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What Blue Jays history says about Tiedemann’s shot at impacting this year’s team

Ricky Tiedemann has gone from one of the biggest stories at Toronto Blue Jays camp to a pitcher shut down due to shoulder soreness and shuffled off to minor-league camp in a couple of weeks.

That’s not an indictment on the southpaw in the slightest. His absence from game action is still being described as precautionary and a 20-year-old with 11 career innings above class-A can’t reasonably be expected to make the big-league team.

Even so, it seems that Blue Jays’ top prospect is on a trajectory that could have him logging MLB innings before 2023 is done. After the team allowed Alek Manoah to debut after pitching just 35 minor-league frames, it’s easy to envision Tiedemann enjoying a similar rapid ascent.

As a rule of thumb, comparing pitching prospects to Manoah is a recipe for disappointment, though – and his situation was less similar to Tiedemann’s than it seems on the surface.

Manoah was 23 when he debuted with the Blue Jays and his minimal minor-league track record was bolstered by 241.1 college innings, plus an opaque workload at the team’s complex during the cancelled minor-league season in 2020.

Tiedemann, on the other hand, has 78.2 pro innings to his name, buttressed by nothing more than 38 frames for Golden West College. He’s also entering his age-20 season. Plenty of solid prospects aren’t even sniffing double-A at Tiedemann’s age, let alone looking at a possible MLB debut.

The southpaw is special, but when contemplating what lies ahead for him in 2023, it’s worth understanding how little precedent exists for deploying pitchers his age in the history of the Blue Jays.

Just five pitchers have appeared for the Blue Jays in their age-20 or younger season, and a look at those situations shows just how unusual Tiedemann will be if he’s able to break through this season:

Jeff Byrd

Season: 1977

How he did: 6.18 ERA and 4.90 FIP in 87.1 IP (17 starts) for 0.3 fWAR

What happened next: Not a lot for Byrd.

After his rough showing as a rookie, Byrd was demoted to triple-A in 1978 and cut during spring training in 1979. He spent his last professional season playing for the Seattle Mariners’ class-A affiliate, and his baseball career was done before his 23rd birthday.

Anything to learn?: It’s easy to see that Byrd’s rookie season came in 1977 and assume that this is a situation where Toronto simply rushed a pitcher to the majors because they were desperate for talent.

That’s true to an extent, but Byrd was surprisingly experienced at the minor-league level before his Blue Jays debut, with 400 pro innings under his belt.

Instead, this was an example of a pitcher earning a look because of good results despite disastrous peripherals. Byrd had a 4.14 ERA in his minor-league career before joining Toronto, including a 3.13 mark in 10 double-A starts in 1977 before he got the call.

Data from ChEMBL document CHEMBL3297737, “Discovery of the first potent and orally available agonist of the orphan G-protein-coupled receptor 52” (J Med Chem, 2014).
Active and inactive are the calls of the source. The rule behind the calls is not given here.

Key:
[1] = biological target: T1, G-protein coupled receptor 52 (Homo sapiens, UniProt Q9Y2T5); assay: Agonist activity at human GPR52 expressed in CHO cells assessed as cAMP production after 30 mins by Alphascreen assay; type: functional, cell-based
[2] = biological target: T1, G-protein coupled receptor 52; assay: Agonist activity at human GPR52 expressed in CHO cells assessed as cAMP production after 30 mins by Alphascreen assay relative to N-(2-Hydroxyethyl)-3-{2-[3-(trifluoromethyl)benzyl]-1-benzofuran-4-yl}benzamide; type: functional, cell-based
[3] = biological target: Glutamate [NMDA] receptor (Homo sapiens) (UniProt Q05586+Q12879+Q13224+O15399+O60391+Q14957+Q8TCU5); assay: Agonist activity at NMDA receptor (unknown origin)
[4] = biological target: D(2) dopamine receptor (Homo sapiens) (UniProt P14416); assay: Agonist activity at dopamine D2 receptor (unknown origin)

However, he also had a BB/9 of 6.46 and K/9 of 5.94 in the minors. That statistical profile foretold disaster, and a pitcher posting numbers like that simply wouldn’t earn a promotion today.

The chances of Tiedemann performing like Byrd did in the minors is virtually non-existent, and if he did, the Blue Jays would leave him to sort himself out. There’s no risk of the club making the same mistake it did in its first season.

Victor Cruz

Season: 1978

How he did: 1.71 ERA and 2.71 FIP in 47.1 IP (9 saves) for 1.2 fWAR

What happened next: Cruz went on to have a productive, if relatively brief, career as an MLB reliever. He retired having logged 271 innings at the highest level across five seasons with a 3.09 ERA.

After his stellar rookie season, the Blue Jays traded Cruz for Alfredo Griffin and Phil Lansford.

Anything to learn?: Calling on Cruz early worked out well for the Blue Jays, as they got a productive season out of him and moved him for someone who they used as an everyday player.

When Toronto acquired Cruz from the St. Louis Cardinals before the 1978 season, they immediately converted him to a reliever and saw him perform well enough in triple-A to earn a call to the big club in June.

Tiedemann’s ceiling is too high for him to receive similar treatment, but the Cruz case reinforces the notion that even extremely young pitchers can be well-suited to high-leverage relief roles in the majors.

The Blue Jays’ current top prospect might find himself pitching out of the bullpen for the big-league club later in the season as a way of introducing him to the MLB level and limiting his innings.

Roberto Osuna

Season: 2015

How he did: 2:58 ERA and 3.02 FIP in 69.2 IP (20 saves) for 1.3 fWAR